From Liberty Street
The collapse of the bridge in Minneapolis has brought a flood of commentary about whether America is falling apart. A single disaster wouldn't have unleashed so many predictions of doom unless there was a backlog of suspicion that things haven't been going well in the United States for some time.
On The McLaughlin Group, Pat Buchanan declaimed that we have lost the ability to carry out major national projects. John McQuaid, writing in the Washington Post, called us "The Can't Do Nation." The same issue of that paper had a long article by Glenn Kessler reporting that 190,000 rifles and pistols shipped to Iraq have simply disappeared, as far as U.S. records can tell. "They really have no idea where they are," said Rachel Stohl, a senior analyst at the Center of Defense Information. They may not have any idea, but I do, and my suspicions don't shine favorably on the competence of American military management.
Against the wave of complaint there has been a faint undertow of rationalization based on the new complexities we face. The world is very complicated, say some super patriots, and the United States has been appointed by Providence, or some other equally mysterious force, to shoulder the world's burdens to a degree no one else is obliged to do. But victory -- whatever that might be -- is around the corner if we will maintain our resolve.
Resolve is, indeed, the challenge. But not in the way right-wingers suppose. Bridges are not falling apart because we don't know how to repair them. The problem is we can't decide we want to repair them. And our indecision about bridges and roadways is simply one feature of a rampaging uncertainty about what sort of country our citizens want to inhabit. Or, perhaps it would be more accurate to say, we can't get straight what the consequences of our own desires will be.
We want, for example, to be an empire, with the power to pretty much tell the rest of the world how to behave, and, in particular, how to behave towards us. But we don't actually want to live under the constraints of an imperial government or to pay the price, in taxes and lost lives, that imperial suzerainty requires. We want the biggest, most overwhelming military force the world has ever known, but we don't want the other people of the globe to dislike us when we spread that force over the earth and use it to make people do what they don't want to do.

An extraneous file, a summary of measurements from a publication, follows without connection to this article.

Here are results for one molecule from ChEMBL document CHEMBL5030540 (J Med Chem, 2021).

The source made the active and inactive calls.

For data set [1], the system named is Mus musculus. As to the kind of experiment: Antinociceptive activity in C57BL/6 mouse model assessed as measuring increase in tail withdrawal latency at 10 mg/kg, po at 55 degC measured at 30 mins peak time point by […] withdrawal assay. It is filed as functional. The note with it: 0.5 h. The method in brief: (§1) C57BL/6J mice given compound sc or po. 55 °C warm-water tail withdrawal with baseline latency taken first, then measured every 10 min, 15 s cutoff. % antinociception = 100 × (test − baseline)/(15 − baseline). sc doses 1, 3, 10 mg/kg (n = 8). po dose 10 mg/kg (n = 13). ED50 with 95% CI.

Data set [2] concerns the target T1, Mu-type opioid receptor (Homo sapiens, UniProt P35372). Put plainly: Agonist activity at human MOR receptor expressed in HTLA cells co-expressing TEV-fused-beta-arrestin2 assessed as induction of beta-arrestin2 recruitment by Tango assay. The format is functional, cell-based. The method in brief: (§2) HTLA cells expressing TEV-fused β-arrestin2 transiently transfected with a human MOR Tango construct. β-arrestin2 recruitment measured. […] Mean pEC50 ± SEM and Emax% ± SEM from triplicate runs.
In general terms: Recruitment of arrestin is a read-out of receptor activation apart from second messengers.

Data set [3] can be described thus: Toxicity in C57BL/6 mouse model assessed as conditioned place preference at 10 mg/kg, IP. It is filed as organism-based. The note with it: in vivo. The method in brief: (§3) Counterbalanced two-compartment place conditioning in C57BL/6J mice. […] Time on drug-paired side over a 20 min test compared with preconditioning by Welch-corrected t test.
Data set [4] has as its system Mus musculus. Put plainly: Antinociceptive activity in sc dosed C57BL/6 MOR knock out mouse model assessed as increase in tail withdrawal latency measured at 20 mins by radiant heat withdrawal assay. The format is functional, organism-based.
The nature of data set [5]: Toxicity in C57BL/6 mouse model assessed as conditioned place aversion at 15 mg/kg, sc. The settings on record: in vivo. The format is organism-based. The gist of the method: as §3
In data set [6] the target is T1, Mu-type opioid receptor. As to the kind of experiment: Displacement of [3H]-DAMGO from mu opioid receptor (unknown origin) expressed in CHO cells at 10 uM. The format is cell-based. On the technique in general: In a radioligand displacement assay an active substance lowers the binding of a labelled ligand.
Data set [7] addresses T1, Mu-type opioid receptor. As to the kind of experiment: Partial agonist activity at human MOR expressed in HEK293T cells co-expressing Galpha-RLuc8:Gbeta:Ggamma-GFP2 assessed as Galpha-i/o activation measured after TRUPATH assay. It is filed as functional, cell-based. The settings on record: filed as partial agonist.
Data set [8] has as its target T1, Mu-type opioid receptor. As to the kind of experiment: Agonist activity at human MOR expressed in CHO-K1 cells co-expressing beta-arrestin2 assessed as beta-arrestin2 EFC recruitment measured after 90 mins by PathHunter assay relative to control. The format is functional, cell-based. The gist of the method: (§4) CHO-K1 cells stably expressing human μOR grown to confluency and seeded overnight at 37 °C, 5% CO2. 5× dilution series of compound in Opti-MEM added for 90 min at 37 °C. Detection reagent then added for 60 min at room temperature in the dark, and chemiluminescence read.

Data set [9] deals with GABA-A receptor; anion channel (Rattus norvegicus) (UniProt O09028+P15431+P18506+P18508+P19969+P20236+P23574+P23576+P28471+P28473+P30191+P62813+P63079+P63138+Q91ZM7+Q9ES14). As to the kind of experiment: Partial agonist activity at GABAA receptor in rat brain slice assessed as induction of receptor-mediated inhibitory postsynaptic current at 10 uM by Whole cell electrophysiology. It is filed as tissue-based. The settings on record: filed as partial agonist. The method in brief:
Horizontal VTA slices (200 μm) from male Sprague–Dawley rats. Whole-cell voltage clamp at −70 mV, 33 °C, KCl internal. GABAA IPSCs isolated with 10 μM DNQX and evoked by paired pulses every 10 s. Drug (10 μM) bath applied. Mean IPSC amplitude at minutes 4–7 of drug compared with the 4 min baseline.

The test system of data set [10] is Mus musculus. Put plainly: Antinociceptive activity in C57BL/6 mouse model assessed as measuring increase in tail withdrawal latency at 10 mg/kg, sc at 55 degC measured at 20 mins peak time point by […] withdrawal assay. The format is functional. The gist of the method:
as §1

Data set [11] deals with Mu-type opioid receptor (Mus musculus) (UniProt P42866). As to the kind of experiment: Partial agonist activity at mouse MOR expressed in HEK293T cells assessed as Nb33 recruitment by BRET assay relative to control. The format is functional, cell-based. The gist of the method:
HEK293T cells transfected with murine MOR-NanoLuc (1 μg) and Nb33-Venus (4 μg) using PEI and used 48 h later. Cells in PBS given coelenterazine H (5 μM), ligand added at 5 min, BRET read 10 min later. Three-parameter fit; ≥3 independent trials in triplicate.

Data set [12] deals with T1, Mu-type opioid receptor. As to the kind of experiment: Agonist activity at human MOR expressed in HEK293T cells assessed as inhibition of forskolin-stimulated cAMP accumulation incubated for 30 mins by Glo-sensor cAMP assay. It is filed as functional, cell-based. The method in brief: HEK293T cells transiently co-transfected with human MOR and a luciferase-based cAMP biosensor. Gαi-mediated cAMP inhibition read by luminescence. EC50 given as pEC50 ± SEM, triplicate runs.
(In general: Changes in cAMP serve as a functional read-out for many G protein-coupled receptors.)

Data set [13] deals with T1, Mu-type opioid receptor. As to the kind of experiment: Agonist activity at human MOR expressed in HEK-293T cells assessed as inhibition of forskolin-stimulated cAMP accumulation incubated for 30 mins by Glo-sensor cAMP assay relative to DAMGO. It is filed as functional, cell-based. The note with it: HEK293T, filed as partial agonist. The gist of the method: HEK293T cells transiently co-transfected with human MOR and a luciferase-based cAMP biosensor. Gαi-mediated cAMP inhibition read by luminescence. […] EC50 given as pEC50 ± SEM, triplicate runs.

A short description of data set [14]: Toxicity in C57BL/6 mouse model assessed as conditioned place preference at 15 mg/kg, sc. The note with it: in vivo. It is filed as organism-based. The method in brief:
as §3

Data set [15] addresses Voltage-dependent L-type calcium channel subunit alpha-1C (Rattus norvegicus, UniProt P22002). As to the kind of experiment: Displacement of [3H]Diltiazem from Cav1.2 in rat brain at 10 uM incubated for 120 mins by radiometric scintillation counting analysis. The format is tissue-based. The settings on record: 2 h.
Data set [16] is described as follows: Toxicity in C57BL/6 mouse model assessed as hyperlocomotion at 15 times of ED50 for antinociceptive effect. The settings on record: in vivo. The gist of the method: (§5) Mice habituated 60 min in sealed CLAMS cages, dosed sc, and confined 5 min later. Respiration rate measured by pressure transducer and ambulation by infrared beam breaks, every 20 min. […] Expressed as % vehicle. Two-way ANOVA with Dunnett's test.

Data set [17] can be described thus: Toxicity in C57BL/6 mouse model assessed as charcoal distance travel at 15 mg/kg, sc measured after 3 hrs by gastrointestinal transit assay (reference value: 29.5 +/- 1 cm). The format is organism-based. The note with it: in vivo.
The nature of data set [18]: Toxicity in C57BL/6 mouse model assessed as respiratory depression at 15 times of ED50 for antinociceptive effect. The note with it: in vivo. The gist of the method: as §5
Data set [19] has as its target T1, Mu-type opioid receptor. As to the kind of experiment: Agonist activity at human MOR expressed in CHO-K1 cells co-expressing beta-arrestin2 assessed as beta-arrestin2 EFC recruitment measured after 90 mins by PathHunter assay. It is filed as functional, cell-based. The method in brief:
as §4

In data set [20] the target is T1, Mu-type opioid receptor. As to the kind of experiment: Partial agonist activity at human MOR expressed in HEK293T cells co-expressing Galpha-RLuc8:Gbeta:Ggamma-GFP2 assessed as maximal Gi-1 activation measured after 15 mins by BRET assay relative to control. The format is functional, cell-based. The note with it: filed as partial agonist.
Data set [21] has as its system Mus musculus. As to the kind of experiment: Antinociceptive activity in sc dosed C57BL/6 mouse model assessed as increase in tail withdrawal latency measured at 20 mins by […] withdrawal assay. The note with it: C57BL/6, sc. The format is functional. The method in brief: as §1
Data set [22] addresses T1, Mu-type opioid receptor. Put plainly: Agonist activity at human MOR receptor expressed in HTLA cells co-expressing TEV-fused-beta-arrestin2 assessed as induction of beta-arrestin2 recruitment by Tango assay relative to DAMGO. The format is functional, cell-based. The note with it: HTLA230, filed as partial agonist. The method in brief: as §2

We want everybody in the nation to be well off, and have a fine house, and first-rate medical care, but we don't want even to tiptoe towards the question of whether we can have that and also maintain a system for raking in dollars that produces the most disparate distribution of wealth in the developed world.
We want fine roads and pretty parks and well-lit clean cities but we don't want to pay taxes for them.
We want all the fruits of technological development but we don't want to give disciplined attention to the knowledge and skill that produces such development. Perish the thought that any true American should have to undergo the agony of learning calculus.
We want the sweet reputation of being a grand democratic people but the great majority of us can't be bothered to read even a single book a year that explains what our government is doing.
We want to feel good about ourselves and go to bed at night with a sense of confidence, but we think that should come about by some researcher, somewhere, inventing a pill that will produce the desired result. And we want that pill for free.
We want trim, athletic, functional bodies but we want to nourish them with gobs of non-nutritious fast food. And when we get fat from gorging ourselves on it, we want a pill to take care of that too.
In short, we want a lot of things that aren't going to happen unless we change our ways. And we don't want to change our ways. Nor do we want politicians or political debate that will remind us that many of our social habits and desires are less than mature. We want all our national leaders to tell us every day of every year that we are simply great. So, that's what they do.
To go back to the Minneapolis bridge: anyone who has been even a cursory reader of newspapers knows that the national infrastructure -- as we call it -- is in a state of advanced decay with a load of deferred maintenance that would take decades to get in hand, even if we started immediately doing twice as much about it as we're doing now. Why should we be surprised that a bridge fell down? For that matter, why should we be surprised if a dozen of them fell down in a single day? It's the surprise of adolescents who haven't yet imagined that actions have consequences.
America isn't necessarily falling apart. It just finds itself unable to grow up.
(Please include your name so that we may publish your remarks.)
Articles may be quoted or republished in full with attribution
to the author and harvardsquarecommentary.org.